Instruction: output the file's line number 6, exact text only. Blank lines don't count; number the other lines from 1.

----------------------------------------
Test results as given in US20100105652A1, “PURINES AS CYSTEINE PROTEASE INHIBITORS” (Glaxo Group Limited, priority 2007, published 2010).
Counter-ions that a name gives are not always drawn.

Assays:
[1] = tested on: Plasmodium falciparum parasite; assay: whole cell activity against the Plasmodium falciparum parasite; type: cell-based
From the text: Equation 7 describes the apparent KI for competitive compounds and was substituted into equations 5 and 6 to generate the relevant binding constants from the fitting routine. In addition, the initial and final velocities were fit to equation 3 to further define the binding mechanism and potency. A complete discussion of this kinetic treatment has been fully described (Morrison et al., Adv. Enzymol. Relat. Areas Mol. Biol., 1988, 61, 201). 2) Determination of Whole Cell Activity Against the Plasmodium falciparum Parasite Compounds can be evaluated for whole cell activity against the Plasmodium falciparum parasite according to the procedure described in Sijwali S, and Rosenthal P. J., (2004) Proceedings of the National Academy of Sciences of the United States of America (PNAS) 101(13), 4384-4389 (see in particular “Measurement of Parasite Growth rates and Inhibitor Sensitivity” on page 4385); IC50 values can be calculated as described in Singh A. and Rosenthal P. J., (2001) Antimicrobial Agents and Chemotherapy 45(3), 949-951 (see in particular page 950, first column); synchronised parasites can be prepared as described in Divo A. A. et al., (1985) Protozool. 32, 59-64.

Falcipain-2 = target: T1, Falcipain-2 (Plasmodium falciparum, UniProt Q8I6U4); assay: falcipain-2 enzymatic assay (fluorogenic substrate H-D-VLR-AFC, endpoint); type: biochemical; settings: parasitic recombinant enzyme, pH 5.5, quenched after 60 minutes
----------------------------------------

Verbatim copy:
Falcipain-2 = target: T1, Falcipain-2 (Plasmodium falciparum, UniProt Q8I6U4); assay: falcipain-2 enzymatic assay (fluorogenic substrate H-D-VLR-AFC, endpoint); type: biochemical; settings: parasitic recombinant enzyme, pH 5.5, quenched after 60 minutes